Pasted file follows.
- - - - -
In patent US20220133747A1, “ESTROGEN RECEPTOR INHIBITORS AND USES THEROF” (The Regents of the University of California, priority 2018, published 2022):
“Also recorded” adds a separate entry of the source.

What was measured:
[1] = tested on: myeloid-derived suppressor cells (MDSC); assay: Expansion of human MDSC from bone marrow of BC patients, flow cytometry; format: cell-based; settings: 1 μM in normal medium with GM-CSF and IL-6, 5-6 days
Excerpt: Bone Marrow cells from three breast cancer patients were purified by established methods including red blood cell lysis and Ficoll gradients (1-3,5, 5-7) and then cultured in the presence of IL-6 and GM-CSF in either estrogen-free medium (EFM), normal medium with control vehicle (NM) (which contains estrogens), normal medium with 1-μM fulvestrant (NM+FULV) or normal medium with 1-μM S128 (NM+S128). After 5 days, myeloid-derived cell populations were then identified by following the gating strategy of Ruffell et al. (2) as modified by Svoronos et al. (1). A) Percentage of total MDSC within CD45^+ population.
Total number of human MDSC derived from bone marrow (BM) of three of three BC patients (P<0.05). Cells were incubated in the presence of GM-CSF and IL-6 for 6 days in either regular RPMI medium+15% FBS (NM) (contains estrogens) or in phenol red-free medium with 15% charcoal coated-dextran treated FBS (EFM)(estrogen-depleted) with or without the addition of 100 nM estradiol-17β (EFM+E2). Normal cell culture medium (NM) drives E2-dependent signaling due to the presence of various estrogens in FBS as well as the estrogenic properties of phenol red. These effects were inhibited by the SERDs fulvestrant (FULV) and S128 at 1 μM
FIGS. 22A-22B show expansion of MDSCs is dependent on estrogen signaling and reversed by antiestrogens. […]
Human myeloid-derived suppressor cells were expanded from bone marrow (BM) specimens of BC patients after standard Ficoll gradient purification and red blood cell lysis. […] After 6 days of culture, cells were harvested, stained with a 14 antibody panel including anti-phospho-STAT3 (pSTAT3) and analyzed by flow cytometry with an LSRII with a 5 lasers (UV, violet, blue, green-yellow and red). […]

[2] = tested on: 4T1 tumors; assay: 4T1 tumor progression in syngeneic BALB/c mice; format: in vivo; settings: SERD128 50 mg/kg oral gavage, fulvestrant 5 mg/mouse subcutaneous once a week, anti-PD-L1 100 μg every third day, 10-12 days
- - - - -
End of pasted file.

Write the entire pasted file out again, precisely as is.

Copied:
In patent US20220133747A1, “ESTROGEN RECEPTOR INHIBITORS AND USES THEROF” (The Regents of the University of California, priority 2018, published 2022):
“Also recorded” adds a separate entry of the source.

What was measured:
[1] = tested on: myeloid-derived suppressor cells (MDSC); assay: Expansion of human MDSC from bone marrow of BC patients, flow cytometry; format: cell-based; settings: 1 μM in normal medium with GM-CSF and IL-6, 5-6 days
Excerpt: Bone Marrow cells from three breast cancer patients were purified by established methods including red blood cell lysis and Ficoll gradients (1-3,5, 5-7) and then cultured in the presence of IL-6 and GM-CSF in either estrogen-free medium (EFM), normal medium with control vehicle (NM) (which contains estrogens), normal medium with 1-μM fulvestrant (NM+FULV) or normal medium with 1-μM S128 (NM+S128). After 5 days, myeloid-derived cell populations were then identified by following the gating strategy of Ruffell et al. (2) as modified by Svoronos et al. (1). A) Percentage of total MDSC within CD45^+ population.
Total number of human MDSC derived from bone marrow (BM) of three of three BC patients (P<0.05). Cells were incubated in the presence of GM-CSF and IL-6 for 6 days in either regular RPMI medium+15% FBS (NM) (contains estrogens) or in phenol red-free medium with 15% charcoal coated-dextran treated FBS (EFM)(estrogen-depleted) with or without the addition of 100 nM estradiol-17β (EFM+E2). Normal cell culture medium (NM) drives E2-dependent signaling due to the presence of various estrogens in FBS as well as the estrogenic properties of phenol red. These effects were inhibited by the SERDs fulvestrant (FULV) and S128 at 1 μM
FIGS. 22A-22B show expansion of MDSCs is dependent on estrogen signaling and reversed by antiestrogens. […]
Human myeloid-derived suppressor cells were expanded from bone marrow (BM) specimens of BC patients after standard Ficoll gradient purification and red blood cell lysis. […] After 6 days of culture, cells were harvested, stained with a 14 antibody panel including anti-phospho-STAT3 (pSTAT3) and analyzed by flow cytometry with an LSRII with a 5 lasers (UV, violet, blue, green-yellow and red). […]

[2] = tested on: 4T1 tumors; assay: 4T1 tumor progression in syngeneic BALB/c mice; format: in vivo; settings: SERD128 50 mg/kg oral gavage, fulvestrant 5 mg/mouse subcutaneous once a week, anti-PD-L1 100 μg every third day, 10-12 days